Because of the economic crisis, the increase in b-school tuition, and the decrease of starting salaries post-MBA, business school grads are taking up to one year longer to see a return on their MBA investments than it took their peers from just a few years ago.
A BusinessWeek article, For MBAs, Breaking Even is a More Distant Dream, calculates the length of time it should take the MBA class of 2010 to recoup their MBA investment (6.5 years) and compares it to the average 5.6 years of an MBA class of 2008 graduate. (The article explains in detail how the ROI figure was calculated.)
European business schools rank highest when it comes to calculating the fastest MBA ROIs, which should come as no surprise due to the cheaper tuitions and the fact that many European programs run for one year instead of two (meaning lower costs and less time away from the workforce).
The top four MBA programs for ROI according to the BW article are:
- SDA Bocconi - Milan
- Manchester Business School
- Cranfield School of Management
A few of the top U.S. MBA programs that offer the fastest return are:
- Texas A&M - Mays Business School
- Michigan State - Broad College of Business
- College of Business at the University of Illinois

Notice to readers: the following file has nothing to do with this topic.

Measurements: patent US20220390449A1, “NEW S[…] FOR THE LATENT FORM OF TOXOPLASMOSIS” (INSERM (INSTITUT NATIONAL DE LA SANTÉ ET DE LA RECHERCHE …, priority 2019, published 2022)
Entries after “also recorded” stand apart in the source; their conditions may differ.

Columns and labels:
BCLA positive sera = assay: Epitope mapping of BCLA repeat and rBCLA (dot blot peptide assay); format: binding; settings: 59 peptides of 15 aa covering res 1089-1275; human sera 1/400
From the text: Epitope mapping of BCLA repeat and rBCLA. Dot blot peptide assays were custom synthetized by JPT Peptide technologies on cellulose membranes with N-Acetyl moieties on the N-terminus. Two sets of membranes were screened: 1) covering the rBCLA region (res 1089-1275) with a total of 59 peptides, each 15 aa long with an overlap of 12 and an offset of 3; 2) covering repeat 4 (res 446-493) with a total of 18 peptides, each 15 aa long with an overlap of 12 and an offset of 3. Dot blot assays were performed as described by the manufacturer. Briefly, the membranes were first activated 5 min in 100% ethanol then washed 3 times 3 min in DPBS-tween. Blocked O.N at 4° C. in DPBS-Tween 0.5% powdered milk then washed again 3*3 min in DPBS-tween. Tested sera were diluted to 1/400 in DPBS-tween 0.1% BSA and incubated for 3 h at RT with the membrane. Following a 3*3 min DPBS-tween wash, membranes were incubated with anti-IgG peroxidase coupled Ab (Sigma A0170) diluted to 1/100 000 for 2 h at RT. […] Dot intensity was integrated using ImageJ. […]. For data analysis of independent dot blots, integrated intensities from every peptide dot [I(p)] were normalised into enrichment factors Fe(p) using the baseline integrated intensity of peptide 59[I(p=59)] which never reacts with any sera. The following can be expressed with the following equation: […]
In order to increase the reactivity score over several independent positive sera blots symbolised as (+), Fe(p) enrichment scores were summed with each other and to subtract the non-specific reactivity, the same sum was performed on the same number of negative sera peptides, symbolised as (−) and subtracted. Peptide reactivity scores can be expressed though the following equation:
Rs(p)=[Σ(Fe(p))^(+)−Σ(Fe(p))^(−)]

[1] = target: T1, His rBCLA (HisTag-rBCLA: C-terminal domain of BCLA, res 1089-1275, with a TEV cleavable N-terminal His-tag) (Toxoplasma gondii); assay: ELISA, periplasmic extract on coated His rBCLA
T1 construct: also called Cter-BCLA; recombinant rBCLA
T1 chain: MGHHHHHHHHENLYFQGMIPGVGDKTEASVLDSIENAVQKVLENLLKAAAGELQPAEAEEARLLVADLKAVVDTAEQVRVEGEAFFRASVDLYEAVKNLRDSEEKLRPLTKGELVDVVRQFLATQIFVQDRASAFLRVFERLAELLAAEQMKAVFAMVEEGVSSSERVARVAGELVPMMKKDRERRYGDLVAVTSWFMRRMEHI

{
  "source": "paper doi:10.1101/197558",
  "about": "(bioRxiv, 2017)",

According to the BW article, programs that are generally ranked as the top U.S. programs actually fare the worst in ROI rankings, many of their grads needing about 10.5 years to achieve a return on their investments. High tuition costs and students with high pre-MBA salaries account for the lengthy ROIs, especially at Chicago Booth and Harvard Business School.
John Byrne, in his recent article, Is An Elite MBA Degree Worth The Cost?, explains: The biggest surprise of the study was not that payback periods grew longer, given the impact of the recent economic meltdown and rising tuition. The most shocking and implausible result is schools outside most Top 25 lists give students faster returns on investment than the acknowledged leaders in graduate business education.
Byrne continues to explain some of the flaws in BusinessWeek's ROI analysis. For example, he points out that the analysis fails to account for starting bonuses, year-end bonuses, relocation allowances, tuition reimbursement plans, performance bonuses, and the value of other pay increases. He then elaborates on how these figures can dramatically affect a program's ROI.
Byrne's critique is somewhat scathing, but solid. It's worth a moment of your time to check out his article (complete with his own rankings) to get a better understanding of the value (or lack thereof, as he'll point out) of the BW ROI analysis. It is equally valuable to read Louis Lavelle's response. Lavelle is the Associate Editor of Bloomberg and in charge of BW's business school section.
If anything the exchange shines a bright spotlight on the limitations of studies of this kind and of course the rankings. While I don't advocate chucking the whole exercise, Mark Twain's words keeping running through my mind: Lies, damned lies, and statistics. Use with caution.